Some formal investigations into key paramilitary leaders and their relationships to the military and La Terraza are made virtually impossible by these types of threats and the lack of protection for prosecutors, investigators, and key witnesses. In 1998 and 1999, a dozen CTI officials were murdered or forced to resign because of threats related to their work on human rights cases. Others have left the country in fear for their lives.(89)
Government investigators told Human Rights Watch that among the cases most damaged by La Terraza threats is the investigation into the murder of human rights defender Valle. One CTI agent investigating Valle's murder was killed soon after the murder. The prosecutor investigating the case fled Colombia. Another CTI investigator was killed in September 1999.(90)
The Thirteenth Brigade was also linked to the May 1998 seizure by authorities of the offices of the Intercongregational Commission on Justice and Peace, a respected human rights group. After retired general and former defense minister Fernando Landazbal was assassinated in Santafé de Bogotá on May 12, 1998, the Twentieth Brigade supplied information to the Attorney General's office linking the crime to activities that took place within Justice and Peace. The following day, Thirteenth Brigade soldiers seized the offices.(91)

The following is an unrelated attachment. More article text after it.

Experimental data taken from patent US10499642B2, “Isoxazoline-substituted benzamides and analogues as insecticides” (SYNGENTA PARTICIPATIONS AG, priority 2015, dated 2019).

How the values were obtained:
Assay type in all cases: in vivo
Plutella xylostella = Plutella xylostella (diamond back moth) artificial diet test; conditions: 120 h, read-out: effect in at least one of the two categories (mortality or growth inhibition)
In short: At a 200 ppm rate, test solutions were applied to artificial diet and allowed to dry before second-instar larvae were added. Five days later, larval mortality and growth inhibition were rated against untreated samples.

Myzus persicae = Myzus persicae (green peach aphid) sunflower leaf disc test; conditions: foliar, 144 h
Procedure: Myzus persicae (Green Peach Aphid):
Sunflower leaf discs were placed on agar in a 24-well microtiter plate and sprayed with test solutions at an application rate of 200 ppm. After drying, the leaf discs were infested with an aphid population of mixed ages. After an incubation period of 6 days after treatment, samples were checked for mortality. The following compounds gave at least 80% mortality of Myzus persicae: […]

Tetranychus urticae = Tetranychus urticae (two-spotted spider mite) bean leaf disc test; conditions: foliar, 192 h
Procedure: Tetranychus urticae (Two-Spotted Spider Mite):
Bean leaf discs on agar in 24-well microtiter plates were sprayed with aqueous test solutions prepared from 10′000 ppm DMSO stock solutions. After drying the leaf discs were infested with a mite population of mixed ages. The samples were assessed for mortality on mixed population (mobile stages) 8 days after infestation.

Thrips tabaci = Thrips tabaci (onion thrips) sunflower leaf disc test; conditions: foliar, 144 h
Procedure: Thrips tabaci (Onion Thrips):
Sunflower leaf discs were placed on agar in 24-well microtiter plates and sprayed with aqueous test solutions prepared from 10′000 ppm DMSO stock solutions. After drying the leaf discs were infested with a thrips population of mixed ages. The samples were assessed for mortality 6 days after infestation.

Soldiers concentrated their search on the office of "Nunca Más," a research project that is collecting information on crimes against humanity. Soldiers forced employees to kneel at gun point in order to take their pictures, a gesture apparently meant to evoke a summary execution. During the search, soldiers addressed employees as "guerrillas" and filmed them and documents in the office. At one point, soldiers told the employees that they wanted precise details of the office in order to later construct a scale model, apparently to plan further incursions. After human rights defenders gathered outside out of concern, soldiers set up a camera to film them, an act of intimidation.(92)